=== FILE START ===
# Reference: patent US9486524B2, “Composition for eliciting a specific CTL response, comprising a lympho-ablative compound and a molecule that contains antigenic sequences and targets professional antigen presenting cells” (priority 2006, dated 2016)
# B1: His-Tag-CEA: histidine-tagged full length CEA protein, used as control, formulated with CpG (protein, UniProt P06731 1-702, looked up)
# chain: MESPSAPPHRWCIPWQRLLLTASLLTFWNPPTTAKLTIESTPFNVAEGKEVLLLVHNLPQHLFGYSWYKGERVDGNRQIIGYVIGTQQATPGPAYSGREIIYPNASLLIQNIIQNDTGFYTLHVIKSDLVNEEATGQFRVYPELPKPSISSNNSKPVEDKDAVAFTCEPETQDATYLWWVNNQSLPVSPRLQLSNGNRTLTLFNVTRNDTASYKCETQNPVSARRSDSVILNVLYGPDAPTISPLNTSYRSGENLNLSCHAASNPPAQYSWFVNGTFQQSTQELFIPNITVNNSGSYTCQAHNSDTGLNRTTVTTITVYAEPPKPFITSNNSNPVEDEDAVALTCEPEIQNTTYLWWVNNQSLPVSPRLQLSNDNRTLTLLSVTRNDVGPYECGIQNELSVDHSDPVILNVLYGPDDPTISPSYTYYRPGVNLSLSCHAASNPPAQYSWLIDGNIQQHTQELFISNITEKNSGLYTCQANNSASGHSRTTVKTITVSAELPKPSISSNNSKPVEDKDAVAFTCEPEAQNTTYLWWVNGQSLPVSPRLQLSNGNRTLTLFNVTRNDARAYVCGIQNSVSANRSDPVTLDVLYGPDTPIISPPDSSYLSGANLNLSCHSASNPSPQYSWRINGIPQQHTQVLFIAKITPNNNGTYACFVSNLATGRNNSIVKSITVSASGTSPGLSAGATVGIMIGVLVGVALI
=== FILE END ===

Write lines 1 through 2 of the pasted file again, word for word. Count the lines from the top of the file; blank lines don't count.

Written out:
# Reference: patent US9486524B2, “Composition for eliciting a specific CTL response, comprising a lympho-ablative compound and a molecule that contains antigenic sequences and targets professional antigen presenting cells” (priority 2006, dated 2016)
# B1: His-Tag-CEA: histidine-tagged full length CEA protein, used as control, formulated with CpG (protein, UniProt P06731 1-702, looked up)